Shazam is an app that identifies multimedia. The program stores a catalogue of audio fingerprints in a database. Shazam works by analyzing the captured sound and seeking a match based on an acoustic fingerprint in a database of millions of songs. It generates a spectrogram (a time/frequency 2D graph of the sound, with amplitude at intersections) of the sound, and maps out the frequency peaks from it (which should match key points of the harmonics of voice or of certain instruments).
Shazam can identify music, movies, advertising, and television shows, based on a short sample played either through the microphone of the device and also when you’re listening through your headphones. Unfortunately it’s proprietary software. As the software is developed by Apple it isn’t available for Linux. However, this doesn’t stop enterprising open source developers from making their own creations.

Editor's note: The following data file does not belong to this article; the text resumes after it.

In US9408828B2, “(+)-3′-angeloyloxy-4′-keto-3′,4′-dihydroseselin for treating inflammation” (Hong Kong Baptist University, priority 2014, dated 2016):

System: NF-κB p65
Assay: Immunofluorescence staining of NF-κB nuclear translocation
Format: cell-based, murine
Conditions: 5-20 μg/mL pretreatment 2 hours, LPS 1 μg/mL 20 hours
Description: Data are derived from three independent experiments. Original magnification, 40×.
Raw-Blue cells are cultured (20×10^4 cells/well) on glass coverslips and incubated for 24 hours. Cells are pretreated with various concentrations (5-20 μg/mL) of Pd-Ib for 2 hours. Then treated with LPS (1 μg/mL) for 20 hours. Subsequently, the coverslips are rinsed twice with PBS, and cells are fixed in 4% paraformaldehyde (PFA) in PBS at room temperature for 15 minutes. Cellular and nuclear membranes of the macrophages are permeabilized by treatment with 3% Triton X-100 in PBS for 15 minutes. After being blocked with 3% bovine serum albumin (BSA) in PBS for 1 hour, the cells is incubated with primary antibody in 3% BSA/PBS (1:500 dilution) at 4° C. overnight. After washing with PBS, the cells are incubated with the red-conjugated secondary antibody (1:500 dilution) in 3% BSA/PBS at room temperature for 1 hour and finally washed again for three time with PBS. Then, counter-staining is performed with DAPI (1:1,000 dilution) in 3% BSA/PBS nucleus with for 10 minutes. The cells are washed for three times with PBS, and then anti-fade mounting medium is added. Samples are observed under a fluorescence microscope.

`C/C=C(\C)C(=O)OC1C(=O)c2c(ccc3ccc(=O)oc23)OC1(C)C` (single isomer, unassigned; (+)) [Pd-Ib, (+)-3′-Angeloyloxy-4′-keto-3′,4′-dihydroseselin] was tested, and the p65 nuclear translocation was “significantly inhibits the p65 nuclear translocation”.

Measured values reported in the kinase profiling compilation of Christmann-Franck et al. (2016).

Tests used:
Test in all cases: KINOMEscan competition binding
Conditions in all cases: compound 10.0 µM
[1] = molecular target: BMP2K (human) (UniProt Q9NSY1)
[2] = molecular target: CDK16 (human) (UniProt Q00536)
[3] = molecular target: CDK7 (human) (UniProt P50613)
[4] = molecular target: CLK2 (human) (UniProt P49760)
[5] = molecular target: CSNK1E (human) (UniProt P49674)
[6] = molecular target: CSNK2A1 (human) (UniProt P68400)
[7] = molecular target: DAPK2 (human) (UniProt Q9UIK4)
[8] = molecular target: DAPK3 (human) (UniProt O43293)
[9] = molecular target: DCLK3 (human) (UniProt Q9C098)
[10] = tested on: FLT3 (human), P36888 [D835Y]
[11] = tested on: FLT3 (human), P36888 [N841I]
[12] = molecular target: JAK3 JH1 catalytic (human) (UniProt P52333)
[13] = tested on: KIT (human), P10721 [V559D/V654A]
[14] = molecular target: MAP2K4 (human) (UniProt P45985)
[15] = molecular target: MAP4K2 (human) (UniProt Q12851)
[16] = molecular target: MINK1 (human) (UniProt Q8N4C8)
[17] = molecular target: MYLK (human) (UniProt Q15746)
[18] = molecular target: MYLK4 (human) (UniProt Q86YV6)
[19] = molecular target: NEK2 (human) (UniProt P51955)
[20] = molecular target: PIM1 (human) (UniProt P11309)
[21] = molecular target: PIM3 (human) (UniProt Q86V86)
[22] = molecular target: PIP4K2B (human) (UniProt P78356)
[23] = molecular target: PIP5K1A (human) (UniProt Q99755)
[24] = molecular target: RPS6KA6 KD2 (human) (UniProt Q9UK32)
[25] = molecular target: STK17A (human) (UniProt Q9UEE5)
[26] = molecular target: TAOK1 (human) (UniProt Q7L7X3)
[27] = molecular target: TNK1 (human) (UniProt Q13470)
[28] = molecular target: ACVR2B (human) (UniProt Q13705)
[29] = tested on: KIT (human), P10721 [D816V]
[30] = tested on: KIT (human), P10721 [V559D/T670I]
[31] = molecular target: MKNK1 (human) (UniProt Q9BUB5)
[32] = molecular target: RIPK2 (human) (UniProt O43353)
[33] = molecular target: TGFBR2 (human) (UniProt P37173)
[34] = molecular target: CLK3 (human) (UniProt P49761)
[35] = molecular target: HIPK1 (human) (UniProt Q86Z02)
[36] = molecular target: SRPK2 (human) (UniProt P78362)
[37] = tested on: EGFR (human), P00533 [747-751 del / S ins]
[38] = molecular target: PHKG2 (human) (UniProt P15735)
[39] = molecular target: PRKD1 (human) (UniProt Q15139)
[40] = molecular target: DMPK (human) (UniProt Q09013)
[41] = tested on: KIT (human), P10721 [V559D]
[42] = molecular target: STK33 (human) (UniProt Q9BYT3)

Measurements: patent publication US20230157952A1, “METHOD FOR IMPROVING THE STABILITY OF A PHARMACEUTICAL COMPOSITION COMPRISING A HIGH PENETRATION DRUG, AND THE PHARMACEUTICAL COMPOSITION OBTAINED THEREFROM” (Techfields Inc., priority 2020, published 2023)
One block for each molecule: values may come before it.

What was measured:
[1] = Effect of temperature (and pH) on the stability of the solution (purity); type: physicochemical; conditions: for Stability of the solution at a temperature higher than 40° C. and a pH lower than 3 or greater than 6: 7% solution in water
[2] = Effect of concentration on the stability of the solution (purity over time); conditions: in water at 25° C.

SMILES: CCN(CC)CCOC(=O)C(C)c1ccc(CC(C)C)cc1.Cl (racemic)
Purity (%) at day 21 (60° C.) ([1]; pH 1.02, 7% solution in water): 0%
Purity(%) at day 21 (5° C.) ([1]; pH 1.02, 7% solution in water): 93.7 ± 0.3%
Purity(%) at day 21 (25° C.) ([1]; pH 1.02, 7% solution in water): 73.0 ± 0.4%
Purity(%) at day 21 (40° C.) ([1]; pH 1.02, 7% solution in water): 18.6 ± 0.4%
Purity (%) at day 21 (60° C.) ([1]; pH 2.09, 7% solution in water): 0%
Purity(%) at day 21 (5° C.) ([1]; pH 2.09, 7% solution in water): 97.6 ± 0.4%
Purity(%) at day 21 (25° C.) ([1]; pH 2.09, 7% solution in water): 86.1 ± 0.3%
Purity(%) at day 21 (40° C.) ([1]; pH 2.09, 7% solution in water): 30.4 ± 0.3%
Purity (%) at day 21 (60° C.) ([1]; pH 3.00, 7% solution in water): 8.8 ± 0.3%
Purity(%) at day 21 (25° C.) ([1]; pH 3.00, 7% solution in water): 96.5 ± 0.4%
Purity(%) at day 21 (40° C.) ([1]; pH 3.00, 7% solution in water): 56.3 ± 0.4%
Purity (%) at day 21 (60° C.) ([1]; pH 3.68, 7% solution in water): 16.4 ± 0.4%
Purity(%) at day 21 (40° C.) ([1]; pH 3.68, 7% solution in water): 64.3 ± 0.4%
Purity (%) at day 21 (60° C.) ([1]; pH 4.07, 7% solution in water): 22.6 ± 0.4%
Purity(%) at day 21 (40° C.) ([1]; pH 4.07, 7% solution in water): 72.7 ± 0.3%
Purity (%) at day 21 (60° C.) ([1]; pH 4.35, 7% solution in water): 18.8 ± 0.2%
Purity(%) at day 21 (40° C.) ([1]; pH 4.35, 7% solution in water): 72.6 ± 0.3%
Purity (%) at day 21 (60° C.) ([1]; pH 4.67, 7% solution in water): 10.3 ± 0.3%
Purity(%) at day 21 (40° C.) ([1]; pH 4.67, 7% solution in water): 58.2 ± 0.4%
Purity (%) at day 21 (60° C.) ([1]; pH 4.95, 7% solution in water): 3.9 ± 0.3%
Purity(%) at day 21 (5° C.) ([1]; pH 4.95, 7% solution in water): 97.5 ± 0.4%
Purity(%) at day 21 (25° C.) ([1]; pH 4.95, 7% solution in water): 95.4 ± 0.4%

Music Radar is an open source music recognition program that provides a similar function to Shazam. It’s written in C++.
To build the software, you’ll need the Qt SDK (a cross-platform application framework) installed on your system.
Alternatively you can install the software using the developer’s snap with the command:
$ snap install music-radar
While snaps avoids issues that affect Linux systems, the installation files are larger than regular Ubuntu packages and use more hard disk space. This is because each application that needs a particular library installs its own copy.